|Costumes used in performances at the new Globe Theatre|
An exhibition and tours are offered to visitors to give the history of theatre in London and Shakespeare's plays and the original play house. During the theatre season (April to mid October) tours are limited due to performances. During the off-season, tours are held throughout the day but the exhibition is open during all opening hours.
During our visit a company was rehearsing for a performance and no photos were allowed of the interior. The exhibition takes about an hour to explore and tours of the theatre are approximately 45 minutes long, check the website for opening times based on the season. Typical admission for adults is £13.50, £8 for children 5-15, free for children under 5, with discounts available for seniors, students, and families. London Pass holders have free admission but stand in the same queues to get official tickets for the exhibition and tour. Separate pricing is available for performances. Strollers are welcome, but need to be closed up and carried when going into the theatre.
The Tower of London
The Tower of London sits about a mile down the Thames from Shakespeare's Globe Theatre. We walked the distance between the two after a brief lunch outside the theatre next to the river.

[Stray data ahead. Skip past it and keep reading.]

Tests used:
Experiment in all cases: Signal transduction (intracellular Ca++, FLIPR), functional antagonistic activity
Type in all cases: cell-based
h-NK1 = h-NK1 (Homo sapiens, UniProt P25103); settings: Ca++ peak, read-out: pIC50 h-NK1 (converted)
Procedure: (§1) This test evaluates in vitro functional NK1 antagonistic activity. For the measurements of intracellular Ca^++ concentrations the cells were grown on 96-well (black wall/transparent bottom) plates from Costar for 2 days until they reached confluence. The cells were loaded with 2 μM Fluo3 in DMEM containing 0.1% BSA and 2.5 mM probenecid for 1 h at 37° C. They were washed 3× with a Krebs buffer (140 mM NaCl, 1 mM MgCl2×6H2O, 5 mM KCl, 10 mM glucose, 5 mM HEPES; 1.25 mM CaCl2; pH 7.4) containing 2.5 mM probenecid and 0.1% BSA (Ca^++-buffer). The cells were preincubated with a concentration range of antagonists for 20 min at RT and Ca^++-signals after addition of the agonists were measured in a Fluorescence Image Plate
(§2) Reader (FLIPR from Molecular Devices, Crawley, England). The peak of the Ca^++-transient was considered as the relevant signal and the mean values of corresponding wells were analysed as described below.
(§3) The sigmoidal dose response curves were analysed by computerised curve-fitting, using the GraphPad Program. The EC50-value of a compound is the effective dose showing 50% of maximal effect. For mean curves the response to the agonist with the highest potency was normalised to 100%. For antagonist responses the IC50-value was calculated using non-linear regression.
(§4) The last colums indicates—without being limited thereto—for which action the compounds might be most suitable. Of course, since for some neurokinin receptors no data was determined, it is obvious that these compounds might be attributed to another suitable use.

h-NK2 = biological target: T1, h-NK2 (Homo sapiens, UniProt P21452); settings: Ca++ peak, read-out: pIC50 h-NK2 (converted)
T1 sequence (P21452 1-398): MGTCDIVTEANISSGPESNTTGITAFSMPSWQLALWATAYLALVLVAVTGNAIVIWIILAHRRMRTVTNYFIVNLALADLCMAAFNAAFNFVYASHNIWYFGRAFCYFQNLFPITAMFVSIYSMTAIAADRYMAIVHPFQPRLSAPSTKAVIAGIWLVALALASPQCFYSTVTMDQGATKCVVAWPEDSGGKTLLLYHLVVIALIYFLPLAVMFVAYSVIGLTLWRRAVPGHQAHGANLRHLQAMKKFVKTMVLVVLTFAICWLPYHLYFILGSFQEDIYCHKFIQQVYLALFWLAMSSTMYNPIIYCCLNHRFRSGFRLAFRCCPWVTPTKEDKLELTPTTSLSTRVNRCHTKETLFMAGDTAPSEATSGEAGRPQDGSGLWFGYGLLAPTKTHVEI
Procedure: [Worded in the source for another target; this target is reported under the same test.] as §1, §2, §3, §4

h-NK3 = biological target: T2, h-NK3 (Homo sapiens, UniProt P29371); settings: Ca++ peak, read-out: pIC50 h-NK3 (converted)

The Tower dates back to the 11th century and is famous as the home for the Crown Jewels, a bloody history as a holding for prisoners and site of their torture and execution, and for the ravens and beefeaters that guard the castle. While the Tower was a sign of the crown's defence and power through most of it's history, it was opened up to visitors in the 1830s during a revival of fascination with England's medieval past. Today the tradition continues and visitors can learn much of from exploring the Tower on their own or by joining a guided tour by the beefeaters.
Photos are allowed in all parts of the Tower except the Crown Jewels exhibit. The Tower is open to visitors every day, but it is a good idea to check the website for closure and event information. Buying tickets in advance through the website gives you a small discount, and all prices shown include an optional £2 donation which you can opt-out of during purchase. The online prices (including £2 donation) for adults is £20.90, £10.45 for children 5-16, and children under 5 are free. Additional discounts are available to seniors, students, and families. Entry for London Pass holders is free and you can go straight to the entrance and skip the ticket line. Strollers are allowed in the Tower but are required to be left outside of some buildings or difficult to carry through.
The Tower Bridge Exhibition
The Tower Bridge is an easy walk from the Tower of London and well worth including on your visit if you're already in the area of the Tower.